Man in this 20th century has perceived that his greatest need is for moral and spiritual strength, solace, and fortitude. Therefore, for him to abandon Islam and the truths of belief at this time, which are a point of support and secure the moral strength, solace and happiness he needs, and, instead of benefiting from Islamic nation­hood, under the pretext of be­coming westernized, for him to rely on misguidance, dissipation, and lying politics and diplomacy, which completely destroy and an­nihilate all moral strength, solace and fortitude, are acts far from all benefit and profit for mankind. Just how far they are from benefit­ing mankind, foremost the Islamic world, and all mankind, will real­ize. They will be awakened to this truth, and, if time has not run for this world, they will adhere to the truths of the Quran.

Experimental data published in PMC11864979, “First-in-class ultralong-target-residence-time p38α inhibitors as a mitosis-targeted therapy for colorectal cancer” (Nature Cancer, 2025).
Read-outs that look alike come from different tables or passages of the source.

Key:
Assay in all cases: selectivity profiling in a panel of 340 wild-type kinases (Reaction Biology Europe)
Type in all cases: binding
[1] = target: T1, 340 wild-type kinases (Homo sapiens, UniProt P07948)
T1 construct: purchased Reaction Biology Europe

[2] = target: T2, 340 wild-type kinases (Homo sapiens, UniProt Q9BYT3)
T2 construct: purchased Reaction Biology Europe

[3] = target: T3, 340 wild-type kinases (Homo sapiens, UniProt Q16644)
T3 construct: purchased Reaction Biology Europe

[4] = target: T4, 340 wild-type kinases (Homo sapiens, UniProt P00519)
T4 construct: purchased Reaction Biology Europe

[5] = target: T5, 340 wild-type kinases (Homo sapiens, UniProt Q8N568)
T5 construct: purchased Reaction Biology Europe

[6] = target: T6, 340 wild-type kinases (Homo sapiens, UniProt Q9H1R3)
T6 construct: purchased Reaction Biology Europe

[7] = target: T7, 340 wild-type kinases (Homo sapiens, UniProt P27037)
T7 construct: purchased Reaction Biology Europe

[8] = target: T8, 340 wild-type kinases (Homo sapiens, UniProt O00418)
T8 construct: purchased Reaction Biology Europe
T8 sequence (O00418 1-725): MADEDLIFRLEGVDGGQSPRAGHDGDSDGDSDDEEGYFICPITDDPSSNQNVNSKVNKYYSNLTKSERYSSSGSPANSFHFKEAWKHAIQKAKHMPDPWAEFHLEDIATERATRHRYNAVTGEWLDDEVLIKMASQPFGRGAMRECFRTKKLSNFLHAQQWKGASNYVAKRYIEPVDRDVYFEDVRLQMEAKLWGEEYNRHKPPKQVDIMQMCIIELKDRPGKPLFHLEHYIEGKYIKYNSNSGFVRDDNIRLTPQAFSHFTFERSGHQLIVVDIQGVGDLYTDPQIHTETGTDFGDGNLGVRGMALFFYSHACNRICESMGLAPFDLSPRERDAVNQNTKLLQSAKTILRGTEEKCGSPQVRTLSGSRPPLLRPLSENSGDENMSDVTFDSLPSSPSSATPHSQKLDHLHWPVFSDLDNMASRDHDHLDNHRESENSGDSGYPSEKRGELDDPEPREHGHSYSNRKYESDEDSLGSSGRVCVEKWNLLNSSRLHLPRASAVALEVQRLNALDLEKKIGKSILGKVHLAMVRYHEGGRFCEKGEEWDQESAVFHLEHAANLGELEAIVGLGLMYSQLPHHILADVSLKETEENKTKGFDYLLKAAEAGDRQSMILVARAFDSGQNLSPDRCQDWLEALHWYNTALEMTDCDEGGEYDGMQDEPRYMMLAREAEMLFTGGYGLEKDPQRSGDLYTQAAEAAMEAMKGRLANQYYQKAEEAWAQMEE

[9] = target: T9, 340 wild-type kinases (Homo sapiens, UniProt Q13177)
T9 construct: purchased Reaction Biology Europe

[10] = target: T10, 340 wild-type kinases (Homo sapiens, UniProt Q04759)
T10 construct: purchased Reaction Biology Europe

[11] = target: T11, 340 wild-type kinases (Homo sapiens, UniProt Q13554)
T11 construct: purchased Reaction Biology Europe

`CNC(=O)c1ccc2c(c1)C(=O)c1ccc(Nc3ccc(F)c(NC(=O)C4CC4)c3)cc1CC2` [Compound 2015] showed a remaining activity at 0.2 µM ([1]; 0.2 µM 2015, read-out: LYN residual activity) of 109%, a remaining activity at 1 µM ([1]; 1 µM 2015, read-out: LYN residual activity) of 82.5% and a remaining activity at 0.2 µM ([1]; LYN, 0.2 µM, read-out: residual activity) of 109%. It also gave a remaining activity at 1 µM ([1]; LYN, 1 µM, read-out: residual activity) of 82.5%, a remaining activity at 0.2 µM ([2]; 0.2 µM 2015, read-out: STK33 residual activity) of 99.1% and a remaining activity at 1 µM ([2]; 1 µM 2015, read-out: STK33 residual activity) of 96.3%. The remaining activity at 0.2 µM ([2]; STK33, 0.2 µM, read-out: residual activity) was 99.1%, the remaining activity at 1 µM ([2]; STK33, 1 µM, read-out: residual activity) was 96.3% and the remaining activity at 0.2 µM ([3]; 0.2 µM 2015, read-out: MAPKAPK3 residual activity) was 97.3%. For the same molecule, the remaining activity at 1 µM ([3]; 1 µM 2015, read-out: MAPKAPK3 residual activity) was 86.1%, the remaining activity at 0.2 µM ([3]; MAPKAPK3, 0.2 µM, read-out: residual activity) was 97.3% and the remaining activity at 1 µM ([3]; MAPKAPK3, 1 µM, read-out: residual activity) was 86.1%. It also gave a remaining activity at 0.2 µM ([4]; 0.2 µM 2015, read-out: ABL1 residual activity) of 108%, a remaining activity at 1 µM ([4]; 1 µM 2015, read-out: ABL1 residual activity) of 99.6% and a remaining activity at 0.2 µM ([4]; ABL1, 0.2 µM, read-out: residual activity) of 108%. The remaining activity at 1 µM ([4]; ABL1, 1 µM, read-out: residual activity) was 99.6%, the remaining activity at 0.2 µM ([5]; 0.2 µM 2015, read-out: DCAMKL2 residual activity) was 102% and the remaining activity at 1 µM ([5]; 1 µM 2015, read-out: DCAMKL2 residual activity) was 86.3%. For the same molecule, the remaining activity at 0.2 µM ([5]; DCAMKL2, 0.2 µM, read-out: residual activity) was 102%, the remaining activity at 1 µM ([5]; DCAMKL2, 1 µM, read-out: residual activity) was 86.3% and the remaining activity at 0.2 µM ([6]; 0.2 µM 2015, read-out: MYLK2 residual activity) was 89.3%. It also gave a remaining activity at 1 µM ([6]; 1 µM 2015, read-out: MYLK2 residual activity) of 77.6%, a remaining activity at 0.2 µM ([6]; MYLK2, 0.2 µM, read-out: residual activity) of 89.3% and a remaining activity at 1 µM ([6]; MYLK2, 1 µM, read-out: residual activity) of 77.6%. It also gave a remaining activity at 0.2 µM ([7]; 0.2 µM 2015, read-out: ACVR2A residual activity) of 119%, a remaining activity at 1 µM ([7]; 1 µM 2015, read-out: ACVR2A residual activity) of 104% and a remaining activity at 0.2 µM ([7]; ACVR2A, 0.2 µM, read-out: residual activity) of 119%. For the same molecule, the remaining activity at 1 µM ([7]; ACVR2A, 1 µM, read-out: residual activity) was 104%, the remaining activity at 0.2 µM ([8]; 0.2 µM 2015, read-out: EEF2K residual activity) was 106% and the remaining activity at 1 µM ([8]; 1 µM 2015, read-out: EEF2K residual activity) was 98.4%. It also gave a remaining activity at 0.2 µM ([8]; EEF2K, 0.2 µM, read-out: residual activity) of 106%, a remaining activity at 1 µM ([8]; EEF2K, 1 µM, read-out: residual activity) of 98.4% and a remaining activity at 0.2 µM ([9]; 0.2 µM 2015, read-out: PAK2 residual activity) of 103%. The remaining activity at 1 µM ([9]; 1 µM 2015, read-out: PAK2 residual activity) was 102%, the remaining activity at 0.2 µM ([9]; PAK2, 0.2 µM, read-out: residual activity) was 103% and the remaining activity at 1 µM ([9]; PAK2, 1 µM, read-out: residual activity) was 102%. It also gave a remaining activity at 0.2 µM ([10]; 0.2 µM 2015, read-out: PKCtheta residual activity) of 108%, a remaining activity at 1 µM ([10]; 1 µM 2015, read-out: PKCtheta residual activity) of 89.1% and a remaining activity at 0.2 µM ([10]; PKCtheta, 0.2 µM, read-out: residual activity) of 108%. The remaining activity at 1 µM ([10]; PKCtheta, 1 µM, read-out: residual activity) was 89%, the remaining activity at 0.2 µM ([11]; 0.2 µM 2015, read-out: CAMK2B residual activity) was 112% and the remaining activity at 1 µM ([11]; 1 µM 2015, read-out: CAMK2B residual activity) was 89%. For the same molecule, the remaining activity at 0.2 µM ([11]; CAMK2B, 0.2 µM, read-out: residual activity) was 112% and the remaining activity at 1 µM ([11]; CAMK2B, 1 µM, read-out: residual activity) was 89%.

What Said Nursi prophesied in his Damascus sermon 100 years ago has become increasingly sig­nificant in this decade of the third millennium.

Rise and Fall of Nations

The rise and fall of na­tions has followed a set of rules as explained in the Qur’an in various ways, three of which are as follows:

Such days (of varying for­tunes) We give to men and men by turns: that Allah may know those that believe, and that He may take martyrs to Himself from among your ranks martyr-witnesses (to Truth). And Allah loveth not those that do wrong (the zalimun). (Ali Imran, 3:140)

That those who died might die after a clear Sign (had been given) and those who lived might live af­ter a Clear Sign (had been given) Andverily Allah is He who heareth and knoweth (Al Anfal, S: 42).

(Such was) the practice (ap­proved) of Allah among those who lived aforetime: No change wilt thou find in the practice (approved) of Al­lah. (Al-Ahzab, 33:62)

As stated by Muzaffar Iqbal (2005), there is no reason for these rules to be changed in the 21sl century merely because one part of humanity has developed space­ships and cruise missiles. Histori­cally, Muslims ascend to Global Leadership when they adhere to Islamic Ideals. There are count­less role models in all areas of expertise—medicine, science, en­gineering, technology, philosophy, military, education etc.